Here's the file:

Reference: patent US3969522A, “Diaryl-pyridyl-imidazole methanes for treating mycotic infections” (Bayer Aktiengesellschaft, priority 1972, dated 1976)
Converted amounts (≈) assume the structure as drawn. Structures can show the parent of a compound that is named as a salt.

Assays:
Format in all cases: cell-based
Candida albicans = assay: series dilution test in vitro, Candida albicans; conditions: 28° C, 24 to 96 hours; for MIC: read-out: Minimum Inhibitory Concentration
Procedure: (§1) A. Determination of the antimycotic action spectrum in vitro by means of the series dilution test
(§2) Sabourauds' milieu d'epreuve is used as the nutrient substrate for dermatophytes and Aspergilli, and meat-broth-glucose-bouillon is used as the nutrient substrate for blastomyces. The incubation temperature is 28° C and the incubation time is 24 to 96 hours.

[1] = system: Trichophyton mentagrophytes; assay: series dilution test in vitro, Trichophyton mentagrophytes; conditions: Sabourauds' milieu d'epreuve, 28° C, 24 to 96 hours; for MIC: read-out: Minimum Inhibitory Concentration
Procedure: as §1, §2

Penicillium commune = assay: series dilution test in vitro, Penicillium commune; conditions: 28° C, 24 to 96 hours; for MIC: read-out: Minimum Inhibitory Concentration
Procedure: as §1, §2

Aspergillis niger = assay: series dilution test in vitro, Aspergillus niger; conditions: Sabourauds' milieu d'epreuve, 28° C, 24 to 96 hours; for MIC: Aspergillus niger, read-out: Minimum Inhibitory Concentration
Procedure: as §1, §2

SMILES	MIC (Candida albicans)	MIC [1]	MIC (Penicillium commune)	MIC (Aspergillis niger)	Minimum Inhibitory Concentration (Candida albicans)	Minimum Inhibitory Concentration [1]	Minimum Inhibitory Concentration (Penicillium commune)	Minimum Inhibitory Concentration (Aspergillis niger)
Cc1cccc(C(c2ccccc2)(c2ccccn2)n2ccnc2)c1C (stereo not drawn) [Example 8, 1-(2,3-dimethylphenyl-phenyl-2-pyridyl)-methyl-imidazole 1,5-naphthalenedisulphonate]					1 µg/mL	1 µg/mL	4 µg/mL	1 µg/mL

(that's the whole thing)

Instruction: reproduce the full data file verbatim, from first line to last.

Reference: patent US3969522A, “Diaryl-pyridyl-imidazole methanes for treating mycotic infections” (Bayer Aktiengesellschaft, priority 1972, dated 1976)
Converted amounts (≈) assume the structure as drawn. Structures can show the parent of a compound that is named as a salt.

Assays:
Format in all cases: cell-based
Candida albicans = assay: series dilution test in vitro, Candida albicans; conditions: 28° C, 24 to 96 hours; for MIC: read-out: Minimum Inhibitory Concentration
Procedure: (§1) A. Determination of the antimycotic action spectrum in vitro by means of the series dilution test
(§2) Sabourauds' milieu d'epreuve is used as the nutrient substrate for dermatophytes and Aspergilli, and meat-broth-glucose-bouillon is used as the nutrient substrate for blastomyces. The incubation temperature is 28° C and the incubation time is 24 to 96 hours.

[1] = system: Trichophyton mentagrophytes; assay: series dilution test in vitro, Trichophyton mentagrophytes; conditions: Sabourauds' milieu d'epreuve, 28° C, 24 to 96 hours; for MIC: read-out: Minimum Inhibitory Concentration
Procedure: as §1, §2

Penicillium commune = assay: series dilution test in vitro, Penicillium commune; conditions: 28° C, 24 to 96 hours; for MIC: read-out: Minimum Inhibitory Concentration
Procedure: as §1, §2

Aspergillis niger = assay: series dilution test in vitro, Aspergillus niger; conditions: Sabourauds' milieu d'epreuve, 28° C, 24 to 96 hours; for MIC: Aspergillus niger, read-out: Minimum Inhibitory Concentration
Procedure: as §1, §2

SMILES	MIC (Candida albicans)	MIC [1]	MIC (Penicillium commune)	MIC (Aspergillis niger)	Minimum Inhibitory Concentration (Candida albicans)	Minimum Inhibitory Concentration [1]	Minimum Inhibitory Concentration (Penicillium commune)	Minimum Inhibitory Concentration (Aspergillis niger)
Cc1cccc(C(c2ccccc2)(c2ccccn2)n2ccnc2)c1C (stereo not drawn) [Example 8, 1-(2,3-dimethylphenyl-phenyl-2-pyridyl)-methyl-imidazole 1,5-naphthalenedisulphonate]					1 µg/mL	1 µg/mL	4 µg/mL	1 µg/mL